as shown in the following pseudocode.b3: if ( sign ) return CLAMP( else return CLAMP( case .s33 optSecOp(Modifier secop.add: return tmp + c.min: return MIN(tmp. c). U8_MIN ). 2010 141 .h1: if ( sign ) return CLAMP( else return CLAMP( default: if ( sign ) return CLAMP( else return CLAMP( } } tmp. . S16_MAX.b2: return ((tmp & 0xff) << 16) case . . . } } { | | | | | | (0xffff0000 (0x0000ffff (0xffffff00 (0xffff00ff (0xff00ffff (0x00ffffff & & & & & & c). } } . U16_MAX. tmp.b1: return ((tmp & 0xff) << 8) case .s33 tmp. The sign of the c operand is based on dtype.b3: return ((tmp & 0xff) << 24) default: return tmp.h0. . . tmp. c). S32_MAX. The lower 32-bits are then written to the destination operand. S16_MIN ). January 24. S8_MAX. . . This intermediate result is then optionally combined with the third source operand using a secondary arithmetic operation or subword data merge. . U8_MAX.b0: return ((tmp & 0xff) case .Chapter 8. U32_MIN ). tmp. Bool sat.b1.s33 optMerge( Modifier dsel. tmp.s33 c ) switch ( dsel ) { case . S8_MIN ). c). tmp.b0.s33 optSaturate( . U32_MAX.b2.s34 tmp. Bool sign.h0: return ((tmp & 0xffff) case . . Modifier dsel ) { if ( !sat ) return tmp. c). .max return MAX(tmp.s33 c) { switch ( secop ) { . . c).s33 tmp.h1: return ((tmp & 0xffff) << 16) case . U16_MIN ). S32_MIN ). c). Instruction Set . switch ( dsel ) { case . c). default: return tmp.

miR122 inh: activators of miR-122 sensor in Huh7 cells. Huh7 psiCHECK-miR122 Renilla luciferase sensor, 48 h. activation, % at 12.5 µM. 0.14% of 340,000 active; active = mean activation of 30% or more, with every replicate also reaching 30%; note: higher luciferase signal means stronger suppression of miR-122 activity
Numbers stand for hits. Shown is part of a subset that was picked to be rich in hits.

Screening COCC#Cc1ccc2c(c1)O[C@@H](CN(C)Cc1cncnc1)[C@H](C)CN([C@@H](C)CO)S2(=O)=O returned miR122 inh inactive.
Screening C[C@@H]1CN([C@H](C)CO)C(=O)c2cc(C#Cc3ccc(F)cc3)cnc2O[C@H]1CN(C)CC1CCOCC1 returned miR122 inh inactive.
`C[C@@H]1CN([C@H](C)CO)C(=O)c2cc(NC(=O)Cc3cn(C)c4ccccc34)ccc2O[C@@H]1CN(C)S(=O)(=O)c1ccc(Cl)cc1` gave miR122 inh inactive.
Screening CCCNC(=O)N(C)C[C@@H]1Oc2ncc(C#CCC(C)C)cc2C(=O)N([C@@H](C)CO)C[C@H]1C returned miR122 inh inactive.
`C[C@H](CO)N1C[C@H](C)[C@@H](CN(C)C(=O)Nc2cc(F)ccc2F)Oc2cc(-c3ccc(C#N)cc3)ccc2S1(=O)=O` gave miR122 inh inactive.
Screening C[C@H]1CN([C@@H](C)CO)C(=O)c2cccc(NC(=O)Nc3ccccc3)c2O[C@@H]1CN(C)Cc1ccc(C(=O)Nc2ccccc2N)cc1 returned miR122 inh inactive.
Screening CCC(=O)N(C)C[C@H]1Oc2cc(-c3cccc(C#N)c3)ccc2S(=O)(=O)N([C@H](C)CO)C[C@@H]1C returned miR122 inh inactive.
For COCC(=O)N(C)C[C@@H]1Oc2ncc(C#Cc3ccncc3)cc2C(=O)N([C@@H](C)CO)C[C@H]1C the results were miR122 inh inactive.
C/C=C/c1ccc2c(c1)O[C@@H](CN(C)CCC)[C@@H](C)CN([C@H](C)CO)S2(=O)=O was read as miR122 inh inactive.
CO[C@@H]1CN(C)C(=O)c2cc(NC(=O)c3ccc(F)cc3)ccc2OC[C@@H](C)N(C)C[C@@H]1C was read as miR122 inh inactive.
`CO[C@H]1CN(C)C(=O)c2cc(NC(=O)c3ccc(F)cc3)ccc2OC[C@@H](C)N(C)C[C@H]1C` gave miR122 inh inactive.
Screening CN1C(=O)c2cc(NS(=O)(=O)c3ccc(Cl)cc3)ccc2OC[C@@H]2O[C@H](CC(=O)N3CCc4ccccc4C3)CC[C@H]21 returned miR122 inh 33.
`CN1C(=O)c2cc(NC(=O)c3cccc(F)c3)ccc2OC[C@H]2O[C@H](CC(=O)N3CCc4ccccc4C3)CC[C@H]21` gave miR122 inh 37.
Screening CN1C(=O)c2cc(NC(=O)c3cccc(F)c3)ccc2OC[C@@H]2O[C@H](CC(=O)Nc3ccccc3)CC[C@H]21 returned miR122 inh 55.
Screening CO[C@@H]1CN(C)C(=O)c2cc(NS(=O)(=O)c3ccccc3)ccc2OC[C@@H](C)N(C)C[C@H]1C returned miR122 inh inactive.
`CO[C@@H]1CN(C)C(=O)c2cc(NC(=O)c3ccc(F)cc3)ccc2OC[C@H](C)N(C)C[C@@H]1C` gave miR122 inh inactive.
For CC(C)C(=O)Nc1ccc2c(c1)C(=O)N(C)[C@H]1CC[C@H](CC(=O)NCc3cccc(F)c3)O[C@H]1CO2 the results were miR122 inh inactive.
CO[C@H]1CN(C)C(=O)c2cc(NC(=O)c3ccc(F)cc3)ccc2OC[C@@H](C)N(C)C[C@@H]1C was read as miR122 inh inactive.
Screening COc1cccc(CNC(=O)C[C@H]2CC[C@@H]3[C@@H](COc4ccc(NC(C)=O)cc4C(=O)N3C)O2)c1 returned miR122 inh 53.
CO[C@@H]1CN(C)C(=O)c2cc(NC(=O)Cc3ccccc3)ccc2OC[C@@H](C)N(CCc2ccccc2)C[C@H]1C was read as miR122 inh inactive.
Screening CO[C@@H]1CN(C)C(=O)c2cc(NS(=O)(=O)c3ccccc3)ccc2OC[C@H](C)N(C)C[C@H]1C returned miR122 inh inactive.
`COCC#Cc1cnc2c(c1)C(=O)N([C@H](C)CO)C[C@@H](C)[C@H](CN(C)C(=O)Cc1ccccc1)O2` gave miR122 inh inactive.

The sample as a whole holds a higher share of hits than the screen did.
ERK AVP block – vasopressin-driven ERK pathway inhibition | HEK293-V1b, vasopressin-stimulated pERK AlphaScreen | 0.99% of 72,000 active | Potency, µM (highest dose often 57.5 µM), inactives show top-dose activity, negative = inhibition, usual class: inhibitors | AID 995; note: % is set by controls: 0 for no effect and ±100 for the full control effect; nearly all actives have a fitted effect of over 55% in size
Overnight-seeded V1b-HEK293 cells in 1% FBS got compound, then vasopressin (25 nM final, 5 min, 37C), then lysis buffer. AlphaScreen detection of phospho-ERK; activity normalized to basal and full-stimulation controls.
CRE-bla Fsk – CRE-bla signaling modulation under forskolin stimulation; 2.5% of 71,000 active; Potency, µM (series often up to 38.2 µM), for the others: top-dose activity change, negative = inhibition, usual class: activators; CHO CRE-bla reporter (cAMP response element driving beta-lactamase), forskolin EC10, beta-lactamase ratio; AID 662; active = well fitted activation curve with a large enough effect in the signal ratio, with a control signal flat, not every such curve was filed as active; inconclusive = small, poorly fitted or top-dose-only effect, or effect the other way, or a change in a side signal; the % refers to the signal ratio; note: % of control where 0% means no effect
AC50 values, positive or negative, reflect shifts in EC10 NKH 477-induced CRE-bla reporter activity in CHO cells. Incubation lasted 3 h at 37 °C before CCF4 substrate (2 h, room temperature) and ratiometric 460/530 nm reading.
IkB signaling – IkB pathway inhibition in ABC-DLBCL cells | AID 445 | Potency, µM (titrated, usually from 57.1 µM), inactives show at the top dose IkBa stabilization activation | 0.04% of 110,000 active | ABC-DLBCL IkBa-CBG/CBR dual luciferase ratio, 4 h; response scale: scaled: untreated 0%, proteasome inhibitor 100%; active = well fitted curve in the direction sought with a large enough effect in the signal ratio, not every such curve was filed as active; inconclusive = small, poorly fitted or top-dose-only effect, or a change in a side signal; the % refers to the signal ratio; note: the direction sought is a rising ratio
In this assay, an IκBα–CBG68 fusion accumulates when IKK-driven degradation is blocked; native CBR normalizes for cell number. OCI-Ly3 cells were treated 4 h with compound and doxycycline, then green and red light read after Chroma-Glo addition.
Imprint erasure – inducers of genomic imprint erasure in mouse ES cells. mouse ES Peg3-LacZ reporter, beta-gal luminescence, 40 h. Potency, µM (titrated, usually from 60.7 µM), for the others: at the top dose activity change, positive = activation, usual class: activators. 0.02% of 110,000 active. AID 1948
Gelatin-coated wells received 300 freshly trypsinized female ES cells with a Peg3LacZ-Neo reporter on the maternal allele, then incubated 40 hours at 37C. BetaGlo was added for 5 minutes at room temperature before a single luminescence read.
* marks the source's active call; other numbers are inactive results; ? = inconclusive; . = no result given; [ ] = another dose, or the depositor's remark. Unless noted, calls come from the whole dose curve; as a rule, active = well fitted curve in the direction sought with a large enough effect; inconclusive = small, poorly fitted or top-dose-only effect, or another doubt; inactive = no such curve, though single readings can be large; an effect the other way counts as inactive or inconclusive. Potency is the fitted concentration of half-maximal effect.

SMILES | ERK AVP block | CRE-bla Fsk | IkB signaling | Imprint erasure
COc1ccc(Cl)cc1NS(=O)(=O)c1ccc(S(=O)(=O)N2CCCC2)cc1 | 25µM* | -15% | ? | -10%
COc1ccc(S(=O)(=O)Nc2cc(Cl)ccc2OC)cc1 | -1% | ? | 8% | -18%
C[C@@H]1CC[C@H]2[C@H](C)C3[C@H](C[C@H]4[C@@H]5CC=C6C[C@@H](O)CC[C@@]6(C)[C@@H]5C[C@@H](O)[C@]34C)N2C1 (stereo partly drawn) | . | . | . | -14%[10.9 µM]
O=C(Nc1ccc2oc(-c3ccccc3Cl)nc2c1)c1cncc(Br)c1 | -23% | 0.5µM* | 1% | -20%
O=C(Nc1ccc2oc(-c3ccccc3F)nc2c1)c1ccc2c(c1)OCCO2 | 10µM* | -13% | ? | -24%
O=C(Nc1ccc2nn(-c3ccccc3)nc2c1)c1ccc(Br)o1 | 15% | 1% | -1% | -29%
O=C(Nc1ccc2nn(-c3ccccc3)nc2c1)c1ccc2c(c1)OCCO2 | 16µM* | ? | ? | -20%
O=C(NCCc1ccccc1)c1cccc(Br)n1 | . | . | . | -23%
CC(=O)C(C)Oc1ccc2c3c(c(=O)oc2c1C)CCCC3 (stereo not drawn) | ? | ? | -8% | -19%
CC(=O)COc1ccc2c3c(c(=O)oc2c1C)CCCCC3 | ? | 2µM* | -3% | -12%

c.asel}.op2 d. PTX ISA Notes Target ISA Notes Examples Introduced in PTX ISA version 2.sat vmin.u32. switch ( vop ) { case vadd: case vsub: case vabsdiff: case vmin: case vmax: } tmp = ta + tb. Integer byte/half-word/word minimum / maximum. vmin. r3. b{.b1. r2.min.atype = . c ). tmp. // optional merge with c operand 142 January 24.s32.atype. Perform scalar arithmetic operation with optional saturate. .sat} d.sat. vmin. . r1. Semantics // saturate.op2 Description = = = = { vadd. .h1. tmp.add.s32. vmax }.b0. taking into account destination type and merge operations tmp = optSaturate( tmp. tb = partSelectSignExtend( b. asel ).sat vabsdiff. vop. r2. // 32-bit scalar operation. vmax Syntax Integer byte/half-word/word addition / subtraction.atype.dtype. vmax vadd. tmp = ta – tb.asel}.dtype.s32. // extract byte/half-word/word and sign. tmp = MAX( ta.sat}. . d = optSecondaryOp( op2.or zero-extend based on source operand type ta = partSelectSignExtend( a. vadd.bsel}. .PTX ISA Version 2.h0. vmax require sm_20 or later. vabsdiff.h0.u32. with optional secondary operation vop. a{. tb ). r2.b3.b2.h1.h0. .dtype .b0.b0. vabsdiff. tmp = | ta – tb |. c ). vmin.asel = .add r1. tb ). vabsdiff. // 32-bit scalar operation.0 Table 105.h1 }. sat.b2. c. r3. . 2010 . .bsel}.bsel}. bsel ). . vsub. // optional secondary operation d = optMerge( dsel.s32. c. btype.s32.asel}.s32. and optional secondary arithmetic operation or subword data merge. dsel ).u32.btype{. a{.dsel. Integer byte/half-word/word absolute value of difference.atype. vadd. r1. r3.s32. vsub vabsdiff vmin.s32. Video Instructions: vadd.dtype. r3.s32.vop . atype.s32.sat vsub. . with optional data merge vop. r1.btype{. isSigned(dtype). . vsub.max }. r2. a{. tmp = MIN( ta. c. b{. { .0.dsel . b{.bsel = { .btype{.sat} d.s32 }.btype = { . vsub.